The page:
Winners of the men's and women's singles titles at this year's Wimbledon will each receive £2 million ($2.9 million), the All England Lawn Tennis Club said Tuesday.
Overall prize money for the tournament has been increased by five percent to £28.1 million for what is now the only one of tennis' four major tournaments played on grass.
First-round losers will now receive £30,000 ($43,000). In the last five years the total prize money has increased from £14.6m in 2011 to £28.1m in 2016, with the singles champions’ prize money increasing to £2.0m from £1.1m.
Last year, reigning Wimbledon singles champions Novak Djokovic and Serena Williams each won £1.88 million.
But the US Open continues to be the Grand Slam event with the biggest prize fund. Last year it paid out $42.3 million, with $3.3 million going to each of the singles champions.
This year's Wimbledon will also feature enhanced anti-doping measures following the admission by former champion Maria Sharapova that she had been taking the banned substance, meldonium.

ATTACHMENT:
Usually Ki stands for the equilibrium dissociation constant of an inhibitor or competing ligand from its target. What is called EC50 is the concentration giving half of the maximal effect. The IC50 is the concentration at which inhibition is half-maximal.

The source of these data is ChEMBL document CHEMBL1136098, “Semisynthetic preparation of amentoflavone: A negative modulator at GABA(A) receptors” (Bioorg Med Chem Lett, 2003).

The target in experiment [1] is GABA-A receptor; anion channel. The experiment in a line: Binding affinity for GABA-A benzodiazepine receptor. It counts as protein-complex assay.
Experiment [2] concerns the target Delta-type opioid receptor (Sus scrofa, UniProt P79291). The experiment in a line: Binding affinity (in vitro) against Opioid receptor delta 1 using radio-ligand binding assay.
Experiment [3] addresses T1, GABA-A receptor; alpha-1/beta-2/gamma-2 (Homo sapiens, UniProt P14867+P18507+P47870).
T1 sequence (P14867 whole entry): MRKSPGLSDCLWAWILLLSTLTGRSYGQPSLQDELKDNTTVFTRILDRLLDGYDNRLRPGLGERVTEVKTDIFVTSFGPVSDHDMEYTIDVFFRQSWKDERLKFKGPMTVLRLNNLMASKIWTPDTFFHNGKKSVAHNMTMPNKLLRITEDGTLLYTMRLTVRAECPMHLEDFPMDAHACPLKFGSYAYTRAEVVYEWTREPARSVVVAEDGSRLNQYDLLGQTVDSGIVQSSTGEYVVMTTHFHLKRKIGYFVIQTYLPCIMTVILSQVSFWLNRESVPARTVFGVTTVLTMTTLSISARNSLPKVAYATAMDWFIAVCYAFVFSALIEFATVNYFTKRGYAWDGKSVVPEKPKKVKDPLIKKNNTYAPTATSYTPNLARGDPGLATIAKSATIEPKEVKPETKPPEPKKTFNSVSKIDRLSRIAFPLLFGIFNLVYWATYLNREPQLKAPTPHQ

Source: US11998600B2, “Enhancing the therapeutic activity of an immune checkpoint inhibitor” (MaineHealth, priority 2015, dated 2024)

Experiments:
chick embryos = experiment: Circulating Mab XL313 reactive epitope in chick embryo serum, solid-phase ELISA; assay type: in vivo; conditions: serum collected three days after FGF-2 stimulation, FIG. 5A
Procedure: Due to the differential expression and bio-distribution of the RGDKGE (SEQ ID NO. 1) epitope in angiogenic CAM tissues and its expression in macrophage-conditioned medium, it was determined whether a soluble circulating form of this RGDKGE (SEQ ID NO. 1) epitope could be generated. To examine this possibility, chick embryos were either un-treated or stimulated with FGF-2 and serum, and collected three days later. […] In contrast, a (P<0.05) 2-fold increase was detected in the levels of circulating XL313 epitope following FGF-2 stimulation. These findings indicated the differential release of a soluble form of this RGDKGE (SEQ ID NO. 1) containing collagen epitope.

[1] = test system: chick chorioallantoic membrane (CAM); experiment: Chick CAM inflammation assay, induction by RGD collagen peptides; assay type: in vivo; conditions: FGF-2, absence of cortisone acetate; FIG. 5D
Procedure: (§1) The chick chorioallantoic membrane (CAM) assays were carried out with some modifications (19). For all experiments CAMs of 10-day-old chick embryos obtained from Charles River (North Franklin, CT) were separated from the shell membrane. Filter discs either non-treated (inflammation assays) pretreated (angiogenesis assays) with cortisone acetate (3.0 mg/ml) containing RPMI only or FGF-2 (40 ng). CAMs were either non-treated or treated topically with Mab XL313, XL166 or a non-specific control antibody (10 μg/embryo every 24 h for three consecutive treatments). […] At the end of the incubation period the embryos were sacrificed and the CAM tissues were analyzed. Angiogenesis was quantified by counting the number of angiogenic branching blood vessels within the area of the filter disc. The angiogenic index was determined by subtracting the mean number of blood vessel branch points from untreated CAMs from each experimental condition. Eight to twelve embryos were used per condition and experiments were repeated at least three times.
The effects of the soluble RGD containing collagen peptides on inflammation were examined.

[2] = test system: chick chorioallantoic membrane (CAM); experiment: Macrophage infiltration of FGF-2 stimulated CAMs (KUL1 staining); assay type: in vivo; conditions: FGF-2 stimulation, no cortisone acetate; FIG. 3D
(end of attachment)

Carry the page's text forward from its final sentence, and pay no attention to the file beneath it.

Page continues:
And there will also be "increased investment" in anti-corruption systems after allegations during January's Australian Open that tennis authorities failed to properly investigate possible fixing incidents involving 16 players.
"Our increased investment in promoting integrity in light of the recent focus on these areas underlines our determination for Wimbledon to play its part in safeguarding tennis’s integrity," said AELTC chief executive Richard Lewis.
Wimbledon chairman Philip Brook refused to say whether any ban for Sharapova would affect her membership of the All England Club which she gained as a Wimbledon champion.
"It is hard to say that the reputation of the game has not been hurt," he told the London Evening Standard.
"It would be a great shame because Maria is a popular former champion."
The 130th edition of the Wimbledon Championships will be played at the All England Club in southwest London from June 27-July 10.